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Re: [ontolog-forum] Cause and chemical reactions

To: "[ontolog-forum]" <ontolog-forum@xxxxxxxxxxxxxxxx>
From: "John F. Sowa" <sowa@xxxxxxxxxxx>
Date: Tue, 19 Jun 2007 22:39:50 -0400
Message-id: <46789376.9050405@xxxxxxxxxxx>
Alan,    (01)

I'm sorry I mentioned that, because I didn't want to get into
a tutorial on Aristotle.  Following is a quotation by a 19th-
century physicist, who also happened to be a logician and
a philosopher:    (02)

    Those who make causality one of the original uralt elements
    in the universe or one of the fundamental categories of
    thought -- of whom you will find that I am not one -- have
    one very awkward fact to explain away.  It is that men's
    conceptions of a cause are in different stages of scientific
    culture entirely different and inconsistent. The great principle
    of causation which, we are told, it is absolutely impossible not
    to believe, has been one proposition at one period in history and
    an entirely disparate one at another is still a third one for the
    modern physicist. The only thing about it which has stood... is
    the name of it.    (03)

    Charles Sanders Peirce, _Reasoning and the Logic of Things_    (04)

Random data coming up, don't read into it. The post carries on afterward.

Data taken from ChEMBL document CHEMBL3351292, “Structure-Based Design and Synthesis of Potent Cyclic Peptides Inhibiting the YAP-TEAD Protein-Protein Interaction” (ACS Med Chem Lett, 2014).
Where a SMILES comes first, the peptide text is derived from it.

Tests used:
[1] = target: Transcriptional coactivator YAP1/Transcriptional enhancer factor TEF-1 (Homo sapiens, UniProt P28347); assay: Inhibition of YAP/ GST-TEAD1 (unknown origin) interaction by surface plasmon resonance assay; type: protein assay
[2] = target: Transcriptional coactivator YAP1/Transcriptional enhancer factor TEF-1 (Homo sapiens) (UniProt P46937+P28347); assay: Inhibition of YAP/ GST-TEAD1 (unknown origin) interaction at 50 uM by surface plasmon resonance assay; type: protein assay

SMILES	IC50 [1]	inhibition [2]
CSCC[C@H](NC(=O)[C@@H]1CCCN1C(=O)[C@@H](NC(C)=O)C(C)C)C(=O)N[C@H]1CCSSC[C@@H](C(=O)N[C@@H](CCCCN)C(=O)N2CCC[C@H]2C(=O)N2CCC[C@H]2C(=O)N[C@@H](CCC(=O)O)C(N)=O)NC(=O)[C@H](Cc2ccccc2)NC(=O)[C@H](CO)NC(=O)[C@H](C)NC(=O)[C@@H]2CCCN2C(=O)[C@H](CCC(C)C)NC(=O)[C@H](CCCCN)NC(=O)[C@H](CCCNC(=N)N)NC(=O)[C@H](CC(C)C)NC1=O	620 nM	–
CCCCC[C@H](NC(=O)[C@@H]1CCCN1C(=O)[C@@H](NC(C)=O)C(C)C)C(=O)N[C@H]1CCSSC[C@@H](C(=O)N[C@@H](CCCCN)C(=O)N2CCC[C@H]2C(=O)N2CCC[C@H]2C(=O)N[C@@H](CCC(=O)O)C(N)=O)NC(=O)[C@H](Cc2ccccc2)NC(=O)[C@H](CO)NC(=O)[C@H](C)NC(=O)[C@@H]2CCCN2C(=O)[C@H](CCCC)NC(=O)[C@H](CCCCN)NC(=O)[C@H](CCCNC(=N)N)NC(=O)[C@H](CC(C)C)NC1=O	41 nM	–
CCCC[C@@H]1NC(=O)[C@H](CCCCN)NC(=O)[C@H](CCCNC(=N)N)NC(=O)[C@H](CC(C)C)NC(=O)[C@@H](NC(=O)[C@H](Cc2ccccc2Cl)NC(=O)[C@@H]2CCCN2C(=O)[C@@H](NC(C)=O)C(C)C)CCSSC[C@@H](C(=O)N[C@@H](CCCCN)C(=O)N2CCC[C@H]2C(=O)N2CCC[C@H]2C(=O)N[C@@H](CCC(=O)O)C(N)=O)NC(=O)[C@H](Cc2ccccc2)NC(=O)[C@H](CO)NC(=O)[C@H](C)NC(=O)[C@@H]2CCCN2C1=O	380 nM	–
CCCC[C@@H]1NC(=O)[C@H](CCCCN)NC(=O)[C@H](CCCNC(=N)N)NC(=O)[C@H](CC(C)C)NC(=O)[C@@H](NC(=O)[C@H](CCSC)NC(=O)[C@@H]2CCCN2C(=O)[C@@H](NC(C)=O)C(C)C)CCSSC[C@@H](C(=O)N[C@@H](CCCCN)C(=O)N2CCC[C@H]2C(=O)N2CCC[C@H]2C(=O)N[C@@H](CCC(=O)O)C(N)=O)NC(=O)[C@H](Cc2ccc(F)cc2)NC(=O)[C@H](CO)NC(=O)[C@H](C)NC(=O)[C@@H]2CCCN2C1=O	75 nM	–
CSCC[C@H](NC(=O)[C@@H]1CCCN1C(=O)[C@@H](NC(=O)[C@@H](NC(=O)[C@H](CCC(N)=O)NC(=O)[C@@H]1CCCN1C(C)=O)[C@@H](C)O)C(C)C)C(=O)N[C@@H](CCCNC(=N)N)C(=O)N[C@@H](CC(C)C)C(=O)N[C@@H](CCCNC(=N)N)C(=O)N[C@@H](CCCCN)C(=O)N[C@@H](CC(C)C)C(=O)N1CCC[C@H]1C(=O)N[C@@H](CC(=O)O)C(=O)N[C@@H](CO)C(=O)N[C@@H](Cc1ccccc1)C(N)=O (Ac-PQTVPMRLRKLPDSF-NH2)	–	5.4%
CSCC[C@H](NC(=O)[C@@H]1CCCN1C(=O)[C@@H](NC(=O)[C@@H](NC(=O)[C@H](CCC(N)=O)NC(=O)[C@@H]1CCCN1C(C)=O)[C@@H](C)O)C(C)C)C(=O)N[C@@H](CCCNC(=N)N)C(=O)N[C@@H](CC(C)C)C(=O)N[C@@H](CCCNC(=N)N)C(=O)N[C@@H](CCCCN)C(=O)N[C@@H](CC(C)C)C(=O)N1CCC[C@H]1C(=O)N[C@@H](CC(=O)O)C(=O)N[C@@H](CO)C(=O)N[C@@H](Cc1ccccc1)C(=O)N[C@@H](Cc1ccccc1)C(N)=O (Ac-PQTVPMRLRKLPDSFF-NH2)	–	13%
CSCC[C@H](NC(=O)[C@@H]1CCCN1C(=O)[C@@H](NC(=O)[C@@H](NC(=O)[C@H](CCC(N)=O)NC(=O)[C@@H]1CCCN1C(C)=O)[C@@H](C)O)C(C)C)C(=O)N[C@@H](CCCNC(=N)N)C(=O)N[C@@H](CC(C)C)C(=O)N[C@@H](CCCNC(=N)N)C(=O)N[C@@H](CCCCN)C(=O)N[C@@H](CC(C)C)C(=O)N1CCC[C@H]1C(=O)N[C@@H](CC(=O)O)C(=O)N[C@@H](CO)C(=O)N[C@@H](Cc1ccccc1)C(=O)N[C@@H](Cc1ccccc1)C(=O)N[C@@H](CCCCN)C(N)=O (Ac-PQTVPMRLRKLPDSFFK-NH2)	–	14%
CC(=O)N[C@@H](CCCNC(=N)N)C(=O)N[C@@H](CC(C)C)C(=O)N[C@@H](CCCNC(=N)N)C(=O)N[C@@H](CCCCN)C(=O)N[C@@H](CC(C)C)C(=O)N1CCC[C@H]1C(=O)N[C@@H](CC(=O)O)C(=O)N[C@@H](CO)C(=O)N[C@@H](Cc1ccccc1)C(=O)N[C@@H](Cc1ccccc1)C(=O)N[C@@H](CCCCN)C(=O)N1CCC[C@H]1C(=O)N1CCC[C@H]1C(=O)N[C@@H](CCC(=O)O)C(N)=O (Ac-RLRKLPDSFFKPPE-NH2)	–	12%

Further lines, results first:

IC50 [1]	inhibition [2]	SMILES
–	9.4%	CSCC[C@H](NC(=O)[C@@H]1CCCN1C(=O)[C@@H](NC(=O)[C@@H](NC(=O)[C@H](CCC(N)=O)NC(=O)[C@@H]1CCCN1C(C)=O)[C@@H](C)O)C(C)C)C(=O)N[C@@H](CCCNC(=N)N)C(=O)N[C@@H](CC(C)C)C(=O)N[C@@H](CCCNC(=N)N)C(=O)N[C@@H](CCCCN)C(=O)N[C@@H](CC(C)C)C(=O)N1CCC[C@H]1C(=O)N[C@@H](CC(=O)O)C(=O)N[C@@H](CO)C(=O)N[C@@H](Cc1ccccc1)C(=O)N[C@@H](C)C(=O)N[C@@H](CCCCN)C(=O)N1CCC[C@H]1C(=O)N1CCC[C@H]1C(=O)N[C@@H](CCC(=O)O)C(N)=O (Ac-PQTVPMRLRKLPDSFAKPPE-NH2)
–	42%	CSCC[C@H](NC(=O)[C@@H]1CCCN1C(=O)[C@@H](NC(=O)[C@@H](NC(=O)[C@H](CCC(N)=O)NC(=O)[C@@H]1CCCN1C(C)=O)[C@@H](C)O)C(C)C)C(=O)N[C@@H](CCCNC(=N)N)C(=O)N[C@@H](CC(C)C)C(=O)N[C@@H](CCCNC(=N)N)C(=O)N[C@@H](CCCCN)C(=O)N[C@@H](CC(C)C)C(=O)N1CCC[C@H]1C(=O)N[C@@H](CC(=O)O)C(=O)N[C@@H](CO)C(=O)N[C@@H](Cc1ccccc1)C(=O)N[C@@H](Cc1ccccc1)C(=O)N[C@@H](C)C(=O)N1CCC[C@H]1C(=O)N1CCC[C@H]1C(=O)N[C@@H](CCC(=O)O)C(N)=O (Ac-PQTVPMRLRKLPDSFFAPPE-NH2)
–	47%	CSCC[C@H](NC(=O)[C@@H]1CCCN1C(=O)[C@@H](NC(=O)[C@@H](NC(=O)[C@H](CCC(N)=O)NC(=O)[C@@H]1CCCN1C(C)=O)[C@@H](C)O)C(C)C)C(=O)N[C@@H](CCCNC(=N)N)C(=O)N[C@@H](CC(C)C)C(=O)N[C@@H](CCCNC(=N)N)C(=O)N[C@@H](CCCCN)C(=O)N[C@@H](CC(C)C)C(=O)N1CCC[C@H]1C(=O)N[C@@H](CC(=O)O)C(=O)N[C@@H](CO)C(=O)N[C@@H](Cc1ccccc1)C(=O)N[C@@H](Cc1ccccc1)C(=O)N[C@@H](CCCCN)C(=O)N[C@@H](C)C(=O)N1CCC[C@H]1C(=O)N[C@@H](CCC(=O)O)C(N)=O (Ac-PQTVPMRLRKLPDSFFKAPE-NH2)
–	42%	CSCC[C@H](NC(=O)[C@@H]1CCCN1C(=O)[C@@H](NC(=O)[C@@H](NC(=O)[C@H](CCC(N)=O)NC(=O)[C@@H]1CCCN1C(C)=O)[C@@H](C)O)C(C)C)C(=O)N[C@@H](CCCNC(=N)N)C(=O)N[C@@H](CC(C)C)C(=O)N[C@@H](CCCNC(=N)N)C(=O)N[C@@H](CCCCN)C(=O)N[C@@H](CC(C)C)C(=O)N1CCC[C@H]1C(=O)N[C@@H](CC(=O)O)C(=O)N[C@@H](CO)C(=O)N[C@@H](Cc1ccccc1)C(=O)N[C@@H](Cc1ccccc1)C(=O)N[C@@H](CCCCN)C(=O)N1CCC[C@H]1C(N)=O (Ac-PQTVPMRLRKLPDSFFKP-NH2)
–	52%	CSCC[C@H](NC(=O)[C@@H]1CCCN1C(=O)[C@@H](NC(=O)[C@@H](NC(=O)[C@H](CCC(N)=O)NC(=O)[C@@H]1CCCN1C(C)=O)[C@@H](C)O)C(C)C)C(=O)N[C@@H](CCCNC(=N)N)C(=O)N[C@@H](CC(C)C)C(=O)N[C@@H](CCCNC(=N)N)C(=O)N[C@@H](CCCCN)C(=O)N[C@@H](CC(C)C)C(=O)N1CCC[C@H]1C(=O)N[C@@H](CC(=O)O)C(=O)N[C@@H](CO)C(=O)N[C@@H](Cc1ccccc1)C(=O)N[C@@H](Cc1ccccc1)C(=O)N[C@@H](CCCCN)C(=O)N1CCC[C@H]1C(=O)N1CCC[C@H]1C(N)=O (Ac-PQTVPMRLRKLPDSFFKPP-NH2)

As Peirce said, there have been several theories of causality
at different historical periods:    (05)

  1. Aristotle's modes of explanation (aitia), which correspond
     very roughly to the Indo-European case roles.  To try to
     relate those roles to a more modern notion of cause is
     more confusing than helpful.  It's better to relate them
     to the thematic roles in linguistics.  For a quick summary,
     see the following web page:    (06)

     http://www.jfsowa.com/ontology/thematic.htm    (07)

  2. An intermediate stage around the time of Hume, which
     identified the so-called "efficient cause" as the
     basic cause.  This created a chimera, which still had
     a role-like relationship to events, but it did not
     map smoothly to Newtonian mechanics with multiple
     objects fields exerting forces on one another.    (08)

  3. Modern physics, with continuous fields and moving
     masses, discrete and/or continuous, interacting
     with one another according to "laws" expressed as
     partial differential equations.    (09)

I have an (unfinished) paper on that third topic:    (010)

     Processes and Causality    (011)

John    (012)

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